3. 3. Research Journal of Finance and Accounting ISSN 2222-1697 (Paper) ISSN 2222-2847 (Online) Vol.4, No.12, 2013 billion respectively at the end of March 2003. The value of equities traded at year-end 2002 was US$0.5 billion, a much lower figure than market capitalization. As a result of this, turnover ratio of 7.9% was recorded at the end of 2002, higher than the average turnover ratio for 1998 to 2002. From a historical perspective, this figure except for 2001 is an improvement, evidencing the continued rise in activities in the market. The market has been quite active with traded equities of N10.8 billion (US$ 86 million) in January 2003, which represented about 18% of the total equity value in 2002. By end of March 2003, N24 billion (US$188.9 million) equities had been traded. It is important to point out that the depreciation of the local currency, the naira, has continued to impact on the size of the market in dollar terms. Between 1997 and December 2002, the naira lost over half its value to the dollar. As a result, while market capitalization witnessed impressive growth in local currency terms, this was not the case in dollar terms as a much slower growth was registered. For instance, in the five years ending 2002, equity market capitalization recorded almost three-fold increase from N256.8 billion in 1998 to N748.7 billion in 2002 or a 191.5% increase while it rose by 52.6% or from US$3.8 billion in 1998 to US$5.8 billion in 2002. The point being made is that, if the local currency had been strong, the dollar size of the market would have been larger. In 2010, equity market capitalization grew by over N100 billion (US$794million) or 15% and has remained on the upward swing this year. In the month of January 2011, equity market capitalization rose by over 12.4% and by February 2011, it had gained N116 billion (US$0.9 billion) over December 2010 more than the increase in the whole of that year. However, in March 2011, market capitalization rose by about N98.2 billion (US$0.8 billion) over December 2010. If this trend continues, market capitalization by year-end 2012 is likely to be significant surpassing the gain recorded in 2011. The impressive movement in market capitalization has been led principally, by new listings, and firmer prices arising from positive market sentiments. In 2012, the stock index rose by 10.7% albeit lower than the price increase of 35.2% in 2011 and 54.0% in 2007. In point of fact, the five years (2000 to 2005) average index growth of 33.3% was higher than the growth of inflation, which averaged 12.6% during the same period. The impressive expansion of the capital market is also evident in the size (percentage) of market capitalization to gross domestic product (GDP). A look at this over the past decade shows that market capitalization represented 14.0% of GDP in 2002 in contrast to 12.0% in 2005, 9.4% in 1999 and 5.6% in 1992. The rising trend indicates that market capitalization is growing faster (in percentage terms) than GDP. The commission believes that as the merits of the capital market become better appreciated, more initial public offerings (IPOs) would be induced. Furthermore, privatization and strong equity prices could further bolster the percentage of market capitalization to GDP. Indeed, the capital market has in recent times become a major source of funds to corporate entities and is increasingly becoming attractive to state governments. This is particularly obvious in the number and value of new issues as well as the variety of fundraisers in the market lately. Year 2011 was a record year for the capital market with total flotation of N61.3 billion or US$0.483 million, the highest annual record ever posted in the capital market. This single year record surpassed the cumulative figure for the preceding two years. It is also significant that the total value of flotation last mid decade (year 2006) represented 36.4% of flotation in the ten years ended 2002. It may be instructive to state that the commission actually received new issue applications for over N78 billion but only few applications had been cleared and opened by year-end. 2.2 Investment Opportunities in the Capital Market According to Eguakun (2005) the capital market can be described as a place where a nation’s wealth is bought and sold. It creates facilities for raising funds for investment in long term assets. The Nigerian capital market is no exception to this global role. The opportunities that abound in our market can be looked at from two major perspectives: a. Corporate Finance Benefits of the Capital Market A unique benefit of stock market to corporate entities is the provision of long term non - debt financial capital. Through the issuance of equity securities, companies acquire perpetual capital for development. Through the provision of equity capital the market enables companies to avoid over reliance on debt financing, thus improving corporate debt to equity ratio. b. Financing Options in the Capital Market The stock market offers an array of financing instruments that meets the long term investment needs of both government and private sector. The medium and long term corporate debt markets remains a critical element in the sustainable development of the Nigerian economy. Experience in Nigeria in the last decade shows that the use of corporate bonds is a more prudent method of raising long term finance than bank loans. The advantage is that state and local governments can implement their projects quickly and at the same time avoid high interest rates in the bank loans. 83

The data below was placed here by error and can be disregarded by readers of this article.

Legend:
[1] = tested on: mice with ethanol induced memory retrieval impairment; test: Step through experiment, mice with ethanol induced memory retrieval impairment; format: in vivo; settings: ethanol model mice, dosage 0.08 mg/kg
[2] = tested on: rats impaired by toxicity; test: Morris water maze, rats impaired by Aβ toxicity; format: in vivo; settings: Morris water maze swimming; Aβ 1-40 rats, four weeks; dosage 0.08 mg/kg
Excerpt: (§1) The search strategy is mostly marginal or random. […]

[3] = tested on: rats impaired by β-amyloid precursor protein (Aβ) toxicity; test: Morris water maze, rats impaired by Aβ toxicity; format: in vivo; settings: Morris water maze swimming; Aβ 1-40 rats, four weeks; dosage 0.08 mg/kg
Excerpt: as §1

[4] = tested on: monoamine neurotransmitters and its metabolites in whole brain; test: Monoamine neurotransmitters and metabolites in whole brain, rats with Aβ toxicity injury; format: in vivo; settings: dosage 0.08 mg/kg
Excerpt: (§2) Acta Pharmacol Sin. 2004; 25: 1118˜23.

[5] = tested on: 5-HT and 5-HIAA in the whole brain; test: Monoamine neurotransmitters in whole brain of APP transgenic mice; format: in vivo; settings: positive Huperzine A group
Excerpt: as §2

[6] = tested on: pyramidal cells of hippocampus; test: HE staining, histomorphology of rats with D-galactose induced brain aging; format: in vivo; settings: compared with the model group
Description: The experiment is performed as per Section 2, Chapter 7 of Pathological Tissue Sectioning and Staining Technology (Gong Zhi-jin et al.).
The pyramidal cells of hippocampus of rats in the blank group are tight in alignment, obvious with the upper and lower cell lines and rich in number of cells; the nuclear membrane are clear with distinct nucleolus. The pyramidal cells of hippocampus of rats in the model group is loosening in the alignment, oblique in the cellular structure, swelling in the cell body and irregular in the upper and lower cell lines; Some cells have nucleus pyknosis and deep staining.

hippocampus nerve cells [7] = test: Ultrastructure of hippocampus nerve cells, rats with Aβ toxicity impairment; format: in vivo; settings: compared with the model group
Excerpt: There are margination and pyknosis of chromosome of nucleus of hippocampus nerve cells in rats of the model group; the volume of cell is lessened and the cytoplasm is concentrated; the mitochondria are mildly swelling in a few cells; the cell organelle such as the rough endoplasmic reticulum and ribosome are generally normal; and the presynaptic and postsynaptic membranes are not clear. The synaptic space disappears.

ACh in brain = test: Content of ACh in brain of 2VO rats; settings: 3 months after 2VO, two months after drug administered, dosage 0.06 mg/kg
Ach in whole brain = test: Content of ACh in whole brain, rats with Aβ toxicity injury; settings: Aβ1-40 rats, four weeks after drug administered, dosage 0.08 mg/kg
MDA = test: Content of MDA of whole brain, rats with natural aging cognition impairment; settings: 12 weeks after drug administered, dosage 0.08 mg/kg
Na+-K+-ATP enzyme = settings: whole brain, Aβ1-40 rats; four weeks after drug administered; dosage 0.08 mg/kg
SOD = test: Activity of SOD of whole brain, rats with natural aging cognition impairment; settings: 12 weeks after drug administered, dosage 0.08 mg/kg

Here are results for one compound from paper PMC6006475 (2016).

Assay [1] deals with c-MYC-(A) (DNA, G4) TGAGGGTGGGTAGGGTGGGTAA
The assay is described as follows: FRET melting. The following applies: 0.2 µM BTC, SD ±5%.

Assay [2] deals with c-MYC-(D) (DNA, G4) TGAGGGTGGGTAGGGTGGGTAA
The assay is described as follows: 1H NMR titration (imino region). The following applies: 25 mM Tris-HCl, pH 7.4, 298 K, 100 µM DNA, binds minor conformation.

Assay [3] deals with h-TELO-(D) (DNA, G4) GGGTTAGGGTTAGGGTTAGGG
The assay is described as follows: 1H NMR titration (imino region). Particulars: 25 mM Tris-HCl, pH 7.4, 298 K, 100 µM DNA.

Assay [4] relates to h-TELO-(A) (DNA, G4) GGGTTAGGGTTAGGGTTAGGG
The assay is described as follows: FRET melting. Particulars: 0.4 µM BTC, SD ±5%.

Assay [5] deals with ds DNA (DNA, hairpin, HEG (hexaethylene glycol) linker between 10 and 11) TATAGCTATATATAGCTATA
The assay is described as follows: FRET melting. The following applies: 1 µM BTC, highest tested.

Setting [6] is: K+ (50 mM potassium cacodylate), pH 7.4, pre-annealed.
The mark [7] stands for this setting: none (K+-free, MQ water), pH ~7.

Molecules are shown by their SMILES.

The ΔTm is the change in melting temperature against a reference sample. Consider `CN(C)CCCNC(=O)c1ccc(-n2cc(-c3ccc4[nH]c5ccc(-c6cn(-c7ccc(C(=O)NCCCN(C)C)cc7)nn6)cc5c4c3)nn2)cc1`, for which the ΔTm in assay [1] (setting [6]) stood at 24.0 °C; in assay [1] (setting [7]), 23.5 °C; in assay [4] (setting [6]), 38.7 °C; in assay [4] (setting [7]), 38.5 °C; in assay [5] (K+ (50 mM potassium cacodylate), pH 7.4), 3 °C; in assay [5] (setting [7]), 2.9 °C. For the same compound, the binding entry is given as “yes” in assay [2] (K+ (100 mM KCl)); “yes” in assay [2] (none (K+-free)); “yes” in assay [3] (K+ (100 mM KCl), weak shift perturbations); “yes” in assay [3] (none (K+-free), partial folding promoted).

4. 4. Research Journal of Finance and Accounting ISSN 2222-1697 (Paper) ISSN 2222-2847 (Online) Vol.4, No.12, 2013 2.3 Environmental Imperatives for Capital Market Smooth Functioning Before the objectives of the capital market can be fully achieved for economic growth of any nation, the following environmental factors are imperative for its smooth functioning: a. An economic and administrative central structure cum policy measures that allow an appropriate role for private sector enterprises: this refers to the encouragement and public enlightenments made to the members of the public of benefits to be derived by investing their savings in capital market and all other steps to boost development for the betterment of a nation. b. A policy scheme that encourages price flexibility as reflected by the interplay of supply and demand factors. This is the work of the regulatory bodies like the Nigerian Stock Exchange (NSE), Securities and Exchange Commission (SEC) and the government. c. A stable political environment: frequent changes of government and their policies cum decisions without due consideration of the importance of capital market will not augur well for development. Therefore, a well defined and articulated program coupled with a stable and organized political environment will have a positive effect on the activities and growth of the capital market. 2.4 Roles of Capital Market in the Development of the Nigerian Economy According to Al - Faki (2006), the capital market is a network of specialized financial institutions , series of mechanisms , processes and infrastructure that in various ways facilitate the bringing together of suppliers and users of medium to long term capital investments in economic developmental projects. The roles of the capital market in the development of the economy includes: It provides opportunities for companies to borrow funds needed for long term investment purposes. It provides an avenue for the marketing of shares and other securities in other to raise fresh funds for expansion of operations leading to increase in output / production. It provides a means of allocating the nations real and financial resources between various industries and companies. Through the capital formation and allocation mechanism the capital market ensures an efficient and effective distribution of the scarce resources for the optimal benefit of the economy. It reduces the overall reliance of the corporate sector on short term financing for long term projects and also provides opportunities for government to finance projects aimed at providing essential amenities for socio - economic development. The capital market can aid the government in its privatization programme by offering her shares in the public enterprises to members of the public through the stock exchange. The capital market also encourages the inflow of foreign capital when foreign companies or investors invest in domestic securities, provides needed seed money for creative capital development and acts as a reliable medium for broadening the ownership base of family - owned and dominated firms. Promotion of rapid formation. The provision of an alternative source of fund other than taxation for government. The creation of a built in operational and creational efficiency within the financial system to ensure that resources are optimally utilized. The encouragement of a more efficient allocation of new investment through the pricing mechanism. It is an avenue for effecting payment on debt. It is a necessary liquidation mechanism for investors through a formal debt and equity mechanism. It is a machinery for mobilizing long term financial resources for industrial development. 2.5 Contribution of the Capital Market to Socio-Economic Development of Nigeria The capital market is very vital to the growth, development and strength of any country because it supports government and corporate initiatives, finance the exploitation of new ideas and facilitates the management of financial risk. The rate of economic growth has been linked to the sophistication of the financial market and capital market efficiency. Both markets facilitates the mobilization and channeling of funds into productive constituents and ensuring that the funds are used for the pursuit of socio - economic growth and development without being idle (Akinbohungbe 1996; Adebiyi 2005). From 1961, the Nigerian capital market has grown tremendously, particularly during the periods of the indigenization decree of 1972 and 1977. The securities increased from 8 in 1961 to about 301 in 2010. Over the years, the Nigerian capital market has witnessed relative stability and also recorded impressive growth, this has positioned it to impact the economy. There is clear evidence that the capital market remained an important source of capital for the nation’s economic development in financing infrastructural projects, the privatization programme of the government and banking sector recapitalization in Nigeria. Sule and Momoh (2009) concluded that the recent consolidation exercise of major financial institutions and privatization of publicly owned enterprises are key indications of government faith in the capital market to drive growth of the Nigerian economy. Bellow are the contributions made by the capital market to the economy: 84